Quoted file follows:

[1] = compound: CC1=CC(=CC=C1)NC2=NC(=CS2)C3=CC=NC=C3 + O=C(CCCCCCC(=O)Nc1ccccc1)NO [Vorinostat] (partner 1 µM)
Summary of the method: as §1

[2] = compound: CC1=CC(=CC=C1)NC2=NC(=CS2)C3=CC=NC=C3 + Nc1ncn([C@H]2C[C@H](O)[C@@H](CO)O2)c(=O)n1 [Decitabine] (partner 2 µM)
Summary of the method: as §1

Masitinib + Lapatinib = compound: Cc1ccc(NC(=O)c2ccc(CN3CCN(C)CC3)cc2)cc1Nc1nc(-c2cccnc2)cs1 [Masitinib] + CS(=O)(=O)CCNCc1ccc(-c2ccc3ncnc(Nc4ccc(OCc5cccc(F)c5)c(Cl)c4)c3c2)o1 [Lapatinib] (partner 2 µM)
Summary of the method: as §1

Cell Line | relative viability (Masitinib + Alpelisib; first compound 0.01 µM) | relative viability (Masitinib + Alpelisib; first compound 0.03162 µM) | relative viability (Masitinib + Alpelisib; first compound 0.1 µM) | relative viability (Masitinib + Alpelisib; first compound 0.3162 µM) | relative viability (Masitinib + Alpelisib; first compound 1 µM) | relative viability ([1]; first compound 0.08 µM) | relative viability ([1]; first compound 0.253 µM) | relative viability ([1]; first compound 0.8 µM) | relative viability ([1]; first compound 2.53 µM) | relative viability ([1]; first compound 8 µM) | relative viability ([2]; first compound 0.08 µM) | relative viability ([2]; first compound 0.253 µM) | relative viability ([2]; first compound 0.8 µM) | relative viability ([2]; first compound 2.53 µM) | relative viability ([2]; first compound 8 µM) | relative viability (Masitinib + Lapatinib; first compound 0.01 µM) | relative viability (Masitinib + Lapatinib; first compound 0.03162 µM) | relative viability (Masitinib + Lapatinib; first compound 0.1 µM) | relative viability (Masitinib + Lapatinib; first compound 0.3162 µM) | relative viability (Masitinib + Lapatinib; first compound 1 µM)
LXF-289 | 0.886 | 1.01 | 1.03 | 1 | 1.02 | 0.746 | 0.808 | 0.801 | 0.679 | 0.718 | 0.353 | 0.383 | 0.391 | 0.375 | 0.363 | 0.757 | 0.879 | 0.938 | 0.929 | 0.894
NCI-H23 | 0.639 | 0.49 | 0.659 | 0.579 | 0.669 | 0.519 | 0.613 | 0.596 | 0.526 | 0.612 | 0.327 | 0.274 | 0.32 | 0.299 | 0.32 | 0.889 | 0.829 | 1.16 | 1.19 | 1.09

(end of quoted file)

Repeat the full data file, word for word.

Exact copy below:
[1] = compound: CC1=CC(=CC=C1)NC2=NC(=CS2)C3=CC=NC=C3 + O=C(CCCCCCC(=O)Nc1ccccc1)NO [Vorinostat] (partner 1 µM)
Summary of the method: as §1

[2] = compound: CC1=CC(=CC=C1)NC2=NC(=CS2)C3=CC=NC=C3 + Nc1ncn([C@H]2C[C@H](O)[C@@H](CO)O2)c(=O)n1 [Decitabine] (partner 2 µM)
Summary of the method: as §1

Masitinib + Lapatinib = compound: Cc1ccc(NC(=O)c2ccc(CN3CCN(C)CC3)cc2)cc1Nc1nc(-c2cccnc2)cs1 [Masitinib] + CS(=O)(=O)CCNCc1ccc(-c2ccc3ncnc(Nc4ccc(OCc5cccc(F)c5)c(Cl)c4)c3c2)o1 [Lapatinib] (partner 2 µM)
Summary of the method: as §1

Cell Line | relative viability (Masitinib + Alpelisib; first compound 0.01 µM) | relative viability (Masitinib + Alpelisib; first compound 0.03162 µM) | relative viability (Masitinib + Alpelisib; first compound 0.1 µM) | relative viability (Masitinib + Alpelisib; first compound 0.3162 µM) | relative viability (Masitinib + Alpelisib; first compound 1 µM) | relative viability ([1]; first compound 0.08 µM) | relative viability ([1]; first compound 0.253 µM) | relative viability ([1]; first compound 0.8 µM) | relative viability ([1]; first compound 2.53 µM) | relative viability ([1]; first compound 8 µM) | relative viability ([2]; first compound 0.08 µM) | relative viability ([2]; first compound 0.253 µM) | relative viability ([2]; first compound 0.8 µM) | relative viability ([2]; first compound 2.53 µM) | relative viability ([2]; first compound 8 µM) | relative viability (Masitinib + Lapatinib; first compound 0.01 µM) | relative viability (Masitinib + Lapatinib; first compound 0.03162 µM) | relative viability (Masitinib + Lapatinib; first compound 0.1 µM) | relative viability (Masitinib + Lapatinib; first compound 0.3162 µM) | relative viability (Masitinib + Lapatinib; first compound 1 µM)
LXF-289 | 0.886 | 1.01 | 1.03 | 1 | 1.02 | 0.746 | 0.808 | 0.801 | 0.679 | 0.718 | 0.353 | 0.383 | 0.391 | 0.375 | 0.363 | 0.757 | 0.879 | 0.938 | 0.929 | 0.894
NCI-H23 | 0.639 | 0.49 | 0.659 | 0.579 | 0.669 | 0.519 | 0.613 | 0.596 | 0.526 | 0.612 | 0.327 | 0.274 | 0.32 | 0.299 | 0.32 | 0.889 | 0.829 | 1.16 | 1.19 | 1.09